The book of Joshua is full of triumphs and defeats. Moses has died, so God appoints Joshua to lead His people into the land He has promised to them. They enter the land, but face many battles. They are not always victorious, but eventually conquer their enemies. The twelve tribes divide and inherit the land. Why are God’s chosen people sometimes victorious and at other times defeated? In these passages, sacred scripture gives us the chance to grasp an often repeated principle: while no one can prevent God from unfolding His will and revealing His glory, our actions have consequences. Obedience and faithfulness lead to blessing and the fullness of a life lived with God. Sin, disobedience, and unfaithfulness lead to destruction, separation, death, and exile.
s –Then the Lord said to Joshua, “See, I have delivered Jericho into your hands, along with its king and its fighting men. 3 March around the city once with all the armed men. Do this for six days. 4 Have seven priests carry trumpets of rams’ horns in front of the ark. On the seventh day, march around the city seven times, with the priests blowing the trumpets. 5 When you hear them sound a long blast on the trumpets, have the whole army give a loud shout; then the wall of the city will collapse and the army will go up, everyone straight in.” Joshua 6:2-5
o – Look at verse two again. God says “I have delivered Jericho into your hands” before the battle has even begun. All the Israelites have to do is trust and obey. When they do, their powerful enemy is vanquished before them. The walls crumble and the army rushes in to take the city.
Contrast this with the very next chapter. While Joshua 7 wasn’t in this week’s reading plan, it paints a far different picture that can help us understand something important. Chapter 7 verse 1 sets the stage: “But the Israelites were unfaithful in regard to the devoted things.” Achan steals some of the plunder and “the anger of God burns against Israel.” When the Israelites are not consecrated and devoted to God alone, they no longer have His favor. After the triumph at Jericho, they face a staggering defeat at the battle of Ai.
a – We see this principle regarding faithfulness and unfaithfulness repeated over and over again in both the Old and New Testaments. After the battle of Ai, Israel repents, recommits itself to the Lord, and then succeeds. At the very end of the book, Joshua reminds the people of this truth. They have a choice – they can be faithful and enjoy God’s fullest blessing, or they can forsake the Lord and invite disaster. “But for me and my household, we will serve the Lord,” Joshua says. We can all make that same decision each and every day. God is faithful indeed. He has given us the knowledge of His son. He has given us the gift of new life. He has given us all we need, and He is working all things together for his Glory. Each day, many times a day, we can decide to walk in obedience, or we can turn away to our idols, our sin, and our flesh.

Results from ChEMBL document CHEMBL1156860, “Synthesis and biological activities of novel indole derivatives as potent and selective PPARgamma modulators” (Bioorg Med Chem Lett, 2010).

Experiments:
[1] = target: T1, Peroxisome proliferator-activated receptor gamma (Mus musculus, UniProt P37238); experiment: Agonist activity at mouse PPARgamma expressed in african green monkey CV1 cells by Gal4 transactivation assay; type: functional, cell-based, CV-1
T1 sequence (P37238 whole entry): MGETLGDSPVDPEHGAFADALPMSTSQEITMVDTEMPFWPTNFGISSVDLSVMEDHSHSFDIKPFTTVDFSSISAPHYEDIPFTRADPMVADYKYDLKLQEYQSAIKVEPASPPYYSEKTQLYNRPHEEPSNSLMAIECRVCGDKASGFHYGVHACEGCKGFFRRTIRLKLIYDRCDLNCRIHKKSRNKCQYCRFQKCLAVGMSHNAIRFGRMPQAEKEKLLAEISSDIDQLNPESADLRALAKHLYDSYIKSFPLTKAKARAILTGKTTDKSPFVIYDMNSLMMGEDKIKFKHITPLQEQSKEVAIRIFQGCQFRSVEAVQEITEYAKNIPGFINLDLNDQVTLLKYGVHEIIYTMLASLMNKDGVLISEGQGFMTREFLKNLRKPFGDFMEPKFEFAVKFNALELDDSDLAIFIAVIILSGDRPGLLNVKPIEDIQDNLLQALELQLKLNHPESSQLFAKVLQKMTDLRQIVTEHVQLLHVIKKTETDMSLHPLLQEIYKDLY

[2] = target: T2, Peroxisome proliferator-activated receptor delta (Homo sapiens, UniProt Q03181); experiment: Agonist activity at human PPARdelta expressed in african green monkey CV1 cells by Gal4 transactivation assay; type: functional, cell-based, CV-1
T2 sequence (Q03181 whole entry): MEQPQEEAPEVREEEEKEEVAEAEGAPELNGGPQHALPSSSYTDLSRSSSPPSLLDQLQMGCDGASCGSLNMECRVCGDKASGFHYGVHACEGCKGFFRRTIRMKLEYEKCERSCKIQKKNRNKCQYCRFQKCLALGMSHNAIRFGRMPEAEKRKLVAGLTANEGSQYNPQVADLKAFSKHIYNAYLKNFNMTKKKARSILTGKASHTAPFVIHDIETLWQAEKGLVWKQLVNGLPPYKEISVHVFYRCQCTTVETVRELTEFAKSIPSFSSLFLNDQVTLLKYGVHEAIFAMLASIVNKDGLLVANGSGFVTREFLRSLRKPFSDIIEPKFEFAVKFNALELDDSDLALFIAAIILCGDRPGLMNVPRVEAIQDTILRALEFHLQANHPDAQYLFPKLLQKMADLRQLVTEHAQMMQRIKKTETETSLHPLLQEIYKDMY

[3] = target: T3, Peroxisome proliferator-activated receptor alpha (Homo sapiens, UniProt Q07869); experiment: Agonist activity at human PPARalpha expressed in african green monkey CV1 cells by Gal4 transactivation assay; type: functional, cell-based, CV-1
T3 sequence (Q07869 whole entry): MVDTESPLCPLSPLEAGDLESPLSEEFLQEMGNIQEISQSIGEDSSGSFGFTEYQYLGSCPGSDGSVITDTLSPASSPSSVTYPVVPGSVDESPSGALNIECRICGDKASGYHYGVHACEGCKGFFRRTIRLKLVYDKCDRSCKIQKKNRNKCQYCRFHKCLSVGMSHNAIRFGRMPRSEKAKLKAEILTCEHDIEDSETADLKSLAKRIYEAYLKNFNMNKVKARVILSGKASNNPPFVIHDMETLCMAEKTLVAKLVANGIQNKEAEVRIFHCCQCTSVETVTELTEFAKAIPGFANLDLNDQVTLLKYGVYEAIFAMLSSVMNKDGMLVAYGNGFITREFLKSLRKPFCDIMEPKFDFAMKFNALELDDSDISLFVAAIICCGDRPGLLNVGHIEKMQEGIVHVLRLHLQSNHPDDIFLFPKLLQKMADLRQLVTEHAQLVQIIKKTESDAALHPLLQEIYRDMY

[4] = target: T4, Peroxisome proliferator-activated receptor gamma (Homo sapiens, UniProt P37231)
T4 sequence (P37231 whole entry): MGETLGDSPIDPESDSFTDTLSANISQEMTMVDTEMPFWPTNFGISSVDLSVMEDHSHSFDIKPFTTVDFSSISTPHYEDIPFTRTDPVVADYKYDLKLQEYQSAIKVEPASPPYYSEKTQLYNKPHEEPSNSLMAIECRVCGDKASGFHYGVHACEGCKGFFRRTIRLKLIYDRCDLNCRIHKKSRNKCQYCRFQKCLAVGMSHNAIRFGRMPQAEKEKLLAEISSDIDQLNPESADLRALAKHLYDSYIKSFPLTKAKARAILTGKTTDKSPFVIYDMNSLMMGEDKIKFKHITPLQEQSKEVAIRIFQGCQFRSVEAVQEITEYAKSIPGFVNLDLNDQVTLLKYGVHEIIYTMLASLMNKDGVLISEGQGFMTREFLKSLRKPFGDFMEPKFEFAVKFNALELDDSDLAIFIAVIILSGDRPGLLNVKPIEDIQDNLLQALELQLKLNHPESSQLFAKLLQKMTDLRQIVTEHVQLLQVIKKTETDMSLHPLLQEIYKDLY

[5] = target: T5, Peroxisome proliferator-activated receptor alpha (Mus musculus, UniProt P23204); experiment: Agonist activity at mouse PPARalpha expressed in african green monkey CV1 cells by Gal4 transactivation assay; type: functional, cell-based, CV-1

p – God, we recognize that you are the creator of all things and that all good gifts come from you. Thank you that you love us, and thank you that you give us the freedom to choose you. We want to respond to your love in a way that blesses and honors you. Help us choose each day to serve you and to walk humbly in obedience and faithfulness. We know that this is the way that leads to life at its fullest. Help us when we are tempted to do things without pausing to seek you and without yielding to you. Help us also when we deliberately choose to rebel, to sin, and to go our own way. Thank you that we can even repent. Thank you that you accept us back. Thank you that you are always good.